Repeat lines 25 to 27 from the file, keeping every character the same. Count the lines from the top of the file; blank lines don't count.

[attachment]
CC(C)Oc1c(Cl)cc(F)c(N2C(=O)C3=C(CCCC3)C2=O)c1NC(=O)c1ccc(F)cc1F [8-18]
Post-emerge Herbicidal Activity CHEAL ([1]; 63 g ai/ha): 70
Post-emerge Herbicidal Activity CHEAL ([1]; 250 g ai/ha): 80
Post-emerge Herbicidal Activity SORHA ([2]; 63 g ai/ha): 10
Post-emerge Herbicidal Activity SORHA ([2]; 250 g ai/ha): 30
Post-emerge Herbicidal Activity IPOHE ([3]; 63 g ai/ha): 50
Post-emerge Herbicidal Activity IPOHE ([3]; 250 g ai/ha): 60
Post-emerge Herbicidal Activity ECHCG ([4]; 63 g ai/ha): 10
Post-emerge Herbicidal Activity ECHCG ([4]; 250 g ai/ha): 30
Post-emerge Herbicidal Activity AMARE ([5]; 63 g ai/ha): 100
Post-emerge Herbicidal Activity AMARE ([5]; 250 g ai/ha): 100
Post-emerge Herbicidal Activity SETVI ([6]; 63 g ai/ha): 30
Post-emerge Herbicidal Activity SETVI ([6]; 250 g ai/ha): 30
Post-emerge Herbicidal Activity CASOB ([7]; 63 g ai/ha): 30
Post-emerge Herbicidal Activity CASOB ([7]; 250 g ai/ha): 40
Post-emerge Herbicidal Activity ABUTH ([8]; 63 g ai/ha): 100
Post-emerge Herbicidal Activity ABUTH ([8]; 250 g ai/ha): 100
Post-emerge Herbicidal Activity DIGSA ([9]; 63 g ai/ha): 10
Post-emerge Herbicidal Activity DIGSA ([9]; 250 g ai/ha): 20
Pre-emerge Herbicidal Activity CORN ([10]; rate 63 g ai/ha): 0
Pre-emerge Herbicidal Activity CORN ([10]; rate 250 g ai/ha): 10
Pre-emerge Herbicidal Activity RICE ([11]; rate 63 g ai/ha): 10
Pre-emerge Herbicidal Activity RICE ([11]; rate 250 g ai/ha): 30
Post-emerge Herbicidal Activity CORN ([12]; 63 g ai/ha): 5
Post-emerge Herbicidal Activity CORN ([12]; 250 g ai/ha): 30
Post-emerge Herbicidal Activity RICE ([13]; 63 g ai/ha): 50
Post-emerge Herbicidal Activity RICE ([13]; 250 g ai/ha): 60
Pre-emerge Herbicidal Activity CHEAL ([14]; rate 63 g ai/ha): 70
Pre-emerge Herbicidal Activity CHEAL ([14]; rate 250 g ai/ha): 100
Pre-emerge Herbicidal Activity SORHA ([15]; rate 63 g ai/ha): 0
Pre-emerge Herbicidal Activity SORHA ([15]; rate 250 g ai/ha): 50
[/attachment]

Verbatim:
Post-emerge Herbicidal Activity CORN ([12]; 250 g ai/ha): 30
Post-emerge Herbicidal Activity RICE ([13]; 63 g ai/ha): 50
Post-emerge Herbicidal Activity RICE ([13]; 250 g ai/ha): 60